Preparing for school

Starting a new school can feel scary – it is normal to feel that way. You might be worried about making new friends or what your new teachers will be like. Everyone feels this way, but it can feel more difficult if you have a visible difference. You might be worried about being teased or bullied about how you look. Having a visible difference can mean that other people are curious about your appearance, or they might wonder what happened to you, or if it hurts. It might be helpful to think about some of the things you are worried about when starting a new school and look at some ways of handling these worries. 

How should I prepare for my first day?

Worrying about first day is probably the first thing in your mind – and you might be anxious about it for some time before the day arrives. You might be going to your new school with friends from your old school, or maybe you don’t know anyone else. It’s normal to feel nervous, and there are some things that can help on your first day.

Practical tips

  • Think about what you will wear. This might be a school uniform – and then you will be wearing the same as everyone else. Or you might be able to wear your everyday clothes – so choose something you feel comfortable in – and something you like that makes you feel confident. Maybe talk to your family about what you would like to wear on your first day.
  • Think about what you need to take. Make a list of all the things you need and plan a shopping trip. Having all the essentials you need will help you to feel more ready.
  • Check out the school timetable. Have a look at your timetable so you know what you can expect. What subjects will you be doing? When are the breaks? How long are lessons? If you have any physical health needs this can help you to plan if you need to take a break from lessons and your parents/carers can let the school know in advance to make plans for this.
  • Ask questions. Speak to your family about any worries you have and they can help you find out information and reassure you.

What if I get asked about my visible difference?

You might be worried about being asked about your visible difference. It can help to plan a response. Think about how much or how little you want to say, it’s better to stick to the facts, for example; “I have psoriasis, but I am ok”, or a longer description for example “I have Crouzon’s Syndrome, it affects how my face looks, but I don’t have any other problems”. You might find it helpful to look at our self-help Preparing Responses.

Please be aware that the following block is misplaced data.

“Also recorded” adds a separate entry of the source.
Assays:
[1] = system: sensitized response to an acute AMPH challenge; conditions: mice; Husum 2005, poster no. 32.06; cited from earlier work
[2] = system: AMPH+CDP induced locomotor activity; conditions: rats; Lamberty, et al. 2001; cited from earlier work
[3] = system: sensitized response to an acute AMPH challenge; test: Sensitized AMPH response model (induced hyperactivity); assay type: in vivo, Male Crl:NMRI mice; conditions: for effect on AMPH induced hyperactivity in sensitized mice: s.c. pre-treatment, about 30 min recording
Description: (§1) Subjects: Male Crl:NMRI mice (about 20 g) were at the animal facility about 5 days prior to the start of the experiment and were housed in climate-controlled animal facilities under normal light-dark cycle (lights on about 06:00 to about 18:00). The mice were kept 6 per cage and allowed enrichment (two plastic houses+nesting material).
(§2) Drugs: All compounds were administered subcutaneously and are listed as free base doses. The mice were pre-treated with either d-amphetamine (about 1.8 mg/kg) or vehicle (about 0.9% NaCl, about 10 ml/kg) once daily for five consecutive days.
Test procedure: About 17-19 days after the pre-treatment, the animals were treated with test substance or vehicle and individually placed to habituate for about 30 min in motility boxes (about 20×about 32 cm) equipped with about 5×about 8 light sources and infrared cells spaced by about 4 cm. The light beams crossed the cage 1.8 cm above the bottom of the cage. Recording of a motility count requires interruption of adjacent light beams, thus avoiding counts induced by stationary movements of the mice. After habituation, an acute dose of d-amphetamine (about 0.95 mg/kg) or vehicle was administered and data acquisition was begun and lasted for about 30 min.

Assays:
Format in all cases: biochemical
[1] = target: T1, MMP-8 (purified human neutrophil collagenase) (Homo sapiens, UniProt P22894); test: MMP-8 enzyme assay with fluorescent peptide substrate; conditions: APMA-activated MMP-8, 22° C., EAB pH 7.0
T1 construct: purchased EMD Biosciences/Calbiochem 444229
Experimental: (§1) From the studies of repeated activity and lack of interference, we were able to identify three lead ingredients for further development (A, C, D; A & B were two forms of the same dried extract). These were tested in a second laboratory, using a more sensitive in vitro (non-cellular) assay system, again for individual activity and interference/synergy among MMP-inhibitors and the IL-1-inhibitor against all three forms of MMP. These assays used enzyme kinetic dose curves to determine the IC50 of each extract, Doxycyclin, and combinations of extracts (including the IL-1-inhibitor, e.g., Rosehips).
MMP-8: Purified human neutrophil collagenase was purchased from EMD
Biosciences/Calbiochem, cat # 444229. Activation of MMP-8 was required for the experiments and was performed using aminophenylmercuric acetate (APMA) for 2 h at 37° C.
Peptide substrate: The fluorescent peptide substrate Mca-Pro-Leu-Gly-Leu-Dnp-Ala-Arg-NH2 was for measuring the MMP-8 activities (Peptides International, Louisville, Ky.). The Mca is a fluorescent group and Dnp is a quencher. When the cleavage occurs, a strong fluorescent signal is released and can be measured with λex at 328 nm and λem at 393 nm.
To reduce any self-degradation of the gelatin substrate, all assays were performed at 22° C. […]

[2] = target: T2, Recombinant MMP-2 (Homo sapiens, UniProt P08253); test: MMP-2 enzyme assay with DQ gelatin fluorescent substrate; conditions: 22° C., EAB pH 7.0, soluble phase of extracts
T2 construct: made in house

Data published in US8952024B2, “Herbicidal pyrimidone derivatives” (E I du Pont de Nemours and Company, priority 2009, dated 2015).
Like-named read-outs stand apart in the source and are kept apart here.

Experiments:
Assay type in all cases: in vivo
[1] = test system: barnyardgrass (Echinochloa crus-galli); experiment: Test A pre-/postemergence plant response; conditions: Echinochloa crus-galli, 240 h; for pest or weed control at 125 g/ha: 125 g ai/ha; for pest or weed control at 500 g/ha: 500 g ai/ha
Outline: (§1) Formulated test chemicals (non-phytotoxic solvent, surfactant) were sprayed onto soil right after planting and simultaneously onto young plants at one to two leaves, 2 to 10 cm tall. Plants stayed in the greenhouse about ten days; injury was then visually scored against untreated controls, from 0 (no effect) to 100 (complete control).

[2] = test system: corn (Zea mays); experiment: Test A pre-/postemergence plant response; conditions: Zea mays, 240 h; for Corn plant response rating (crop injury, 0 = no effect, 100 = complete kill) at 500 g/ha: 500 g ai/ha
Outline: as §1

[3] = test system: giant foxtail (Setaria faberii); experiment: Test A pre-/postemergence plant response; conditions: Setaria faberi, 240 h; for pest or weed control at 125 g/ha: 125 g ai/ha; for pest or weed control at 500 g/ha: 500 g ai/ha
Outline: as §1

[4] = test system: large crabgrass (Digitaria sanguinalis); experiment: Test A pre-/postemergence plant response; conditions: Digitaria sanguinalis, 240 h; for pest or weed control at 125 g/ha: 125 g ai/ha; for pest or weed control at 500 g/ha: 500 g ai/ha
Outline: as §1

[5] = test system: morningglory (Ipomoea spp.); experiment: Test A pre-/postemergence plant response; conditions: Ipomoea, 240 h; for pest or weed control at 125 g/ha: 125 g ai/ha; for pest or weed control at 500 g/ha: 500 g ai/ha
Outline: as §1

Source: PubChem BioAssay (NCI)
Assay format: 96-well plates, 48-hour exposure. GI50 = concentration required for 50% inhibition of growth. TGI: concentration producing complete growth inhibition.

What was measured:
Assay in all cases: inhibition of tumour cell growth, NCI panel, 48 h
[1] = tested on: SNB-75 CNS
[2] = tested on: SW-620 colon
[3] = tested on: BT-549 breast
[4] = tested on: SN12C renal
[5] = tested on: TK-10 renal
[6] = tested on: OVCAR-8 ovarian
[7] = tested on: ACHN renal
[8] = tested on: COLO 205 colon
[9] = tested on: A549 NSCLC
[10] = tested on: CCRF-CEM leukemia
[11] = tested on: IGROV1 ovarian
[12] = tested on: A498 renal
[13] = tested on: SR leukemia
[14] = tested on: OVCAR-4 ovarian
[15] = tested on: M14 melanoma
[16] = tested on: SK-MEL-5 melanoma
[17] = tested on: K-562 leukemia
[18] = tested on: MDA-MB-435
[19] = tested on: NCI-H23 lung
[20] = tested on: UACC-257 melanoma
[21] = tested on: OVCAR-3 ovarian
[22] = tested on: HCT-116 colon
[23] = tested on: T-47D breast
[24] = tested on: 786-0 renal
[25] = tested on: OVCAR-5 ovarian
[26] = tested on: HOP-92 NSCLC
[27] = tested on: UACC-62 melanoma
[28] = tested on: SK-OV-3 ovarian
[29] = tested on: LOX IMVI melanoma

Do I need to tell the school anything about my visible difference?

You and your family might decide to tell the school about your visible difference. It is up to you – but this can be helpful to:

  • Make sure teachers know about your visible difference, and how you describe it to others. This can help teachers to explain it to others who might be curious.
  • Tell teachers if you have any physical health needs. For example, you might need longer to move between classes, or need to sit in a particular place in the class (for example, if you have hearing or sight problems you might be better sat at the front of the class). Talking to your teacher before school starts means you don’t have to worry about this later.
  • Tell the school about any upcoming hospital appointments or surgery. You might need time off school to attend the hospital. It can be helpful to explain this to the school before you start so they can plan for this. 

How do I make friends?

You might worry about this – and worry people might judge you on how you look. Remember – how you look is only a small part of who you are. Although it’s often the first thing people notice, we choose people to be our friends because of their personality and whether they like the same things we do. You might be nervous – but lots of people will feel the same about making new friends.

When you meet new people at school, here are some tips on starting a conversation;

  • Ask to join in with others
  • Ask someone if they would like to join you. For example “Would you like to have lunch with me?”
  • Start a conversation. Use general questions for example, “Do you know which way to go to maths?”, “Where did you go to school before?”, “How is your first day?”
  • Introduce yourself “Hi I’m Sarah, what’s your name?”

You might find it helpful to look at Meeting new people

What can I do if I am bullied?

Schools have special policies in place to stop bullying. If you are being bullied you need to tell someone so they can help you and make it stop. Speak to your teacher or if you feel more comfortable, speak to a family member who can tell school what is happening. For more information, you might want to look at What is bullying.

Almost everyone feels nervous about new situations and meeting new people. Being prepared can help you to feel more in control. Take a look at our Confidence Tools to look at ways of managing any worries you might have about starting school. 

Motto tool


What is bullying?


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